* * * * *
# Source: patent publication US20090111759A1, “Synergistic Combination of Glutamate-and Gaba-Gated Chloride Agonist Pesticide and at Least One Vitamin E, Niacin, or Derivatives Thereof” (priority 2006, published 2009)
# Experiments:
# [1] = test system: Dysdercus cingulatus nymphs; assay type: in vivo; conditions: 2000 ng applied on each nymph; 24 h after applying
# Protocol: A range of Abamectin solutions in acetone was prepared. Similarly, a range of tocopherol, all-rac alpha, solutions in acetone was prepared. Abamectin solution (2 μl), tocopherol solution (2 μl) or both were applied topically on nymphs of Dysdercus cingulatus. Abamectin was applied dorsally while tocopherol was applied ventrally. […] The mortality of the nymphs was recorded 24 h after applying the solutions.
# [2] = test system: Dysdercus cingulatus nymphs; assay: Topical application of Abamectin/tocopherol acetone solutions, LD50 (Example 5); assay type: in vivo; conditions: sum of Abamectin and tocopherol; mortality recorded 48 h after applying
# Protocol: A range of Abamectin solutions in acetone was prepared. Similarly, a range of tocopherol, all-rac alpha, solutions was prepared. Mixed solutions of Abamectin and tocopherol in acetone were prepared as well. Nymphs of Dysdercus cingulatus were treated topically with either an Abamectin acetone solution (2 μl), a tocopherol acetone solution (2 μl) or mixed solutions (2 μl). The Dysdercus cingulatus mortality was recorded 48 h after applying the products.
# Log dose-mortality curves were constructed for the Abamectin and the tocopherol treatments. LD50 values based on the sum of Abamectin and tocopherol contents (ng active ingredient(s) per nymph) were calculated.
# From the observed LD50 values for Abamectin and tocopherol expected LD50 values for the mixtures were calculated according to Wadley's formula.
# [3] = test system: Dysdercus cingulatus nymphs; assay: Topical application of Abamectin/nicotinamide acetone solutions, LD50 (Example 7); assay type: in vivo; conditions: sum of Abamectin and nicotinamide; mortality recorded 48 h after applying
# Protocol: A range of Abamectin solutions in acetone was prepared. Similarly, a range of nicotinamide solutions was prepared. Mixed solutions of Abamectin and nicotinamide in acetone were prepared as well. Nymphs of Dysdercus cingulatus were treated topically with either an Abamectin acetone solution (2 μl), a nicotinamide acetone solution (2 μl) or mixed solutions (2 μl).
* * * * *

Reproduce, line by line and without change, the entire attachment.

# Source: patent publication US20090111759A1, “Synergistic Combination of Glutamate-and Gaba-Gated Chloride Agonist Pesticide and at Least One Vitamin E, Niacin, or Derivatives Thereof” (priority 2006, published 2009)
# Experiments:
# [1] = test system: Dysdercus cingulatus nymphs; assay type: in vivo; conditions: 2000 ng applied on each nymph; 24 h after applying
# Protocol: A range of Abamectin solutions in acetone was prepared. Similarly, a range of tocopherol, all-rac alpha, solutions in acetone was prepared. Abamectin solution (2 μl), tocopherol solution (2 μl) or both were applied topically on nymphs of Dysdercus cingulatus. Abamectin was applied dorsally while tocopherol was applied ventrally. […] The mortality of the nymphs was recorded 24 h after applying the solutions.
# [2] = test system: Dysdercus cingulatus nymphs; assay: Topical application of Abamectin/tocopherol acetone solutions, LD50 (Example 5); assay type: in vivo; conditions: sum of Abamectin and tocopherol; mortality recorded 48 h after applying
# Protocol: A range of Abamectin solutions in acetone was prepared. Similarly, a range of tocopherol, all-rac alpha, solutions was prepared. Mixed solutions of Abamectin and tocopherol in acetone were prepared as well. Nymphs of Dysdercus cingulatus were treated topically with either an Abamectin acetone solution (2 μl), a tocopherol acetone solution (2 μl) or mixed solutions (2 μl). The Dysdercus cingulatus mortality was recorded 48 h after applying the products.
# Log dose-mortality curves were constructed for the Abamectin and the tocopherol treatments. LD50 values based on the sum of Abamectin and tocopherol contents (ng active ingredient(s) per nymph) were calculated.
# From the observed LD50 values for Abamectin and tocopherol expected LD50 values for the mixtures were calculated according to Wadley's formula.
# [3] = test system: Dysdercus cingulatus nymphs; assay: Topical application of Abamectin/nicotinamide acetone solutions, LD50 (Example 7); assay type: in vivo; conditions: sum of Abamectin and nicotinamide; mortality recorded 48 h after applying
# Protocol: A range of Abamectin solutions in acetone was prepared. Similarly, a range of nicotinamide solutions was prepared. Mixed solutions of Abamectin and nicotinamide in acetone were prepared as well. Nymphs of Dysdercus cingulatus were treated topically with either an Abamectin acetone solution (2 μl), a nicotinamide acetone solution (2 μl) or mixed solutions (2 μl).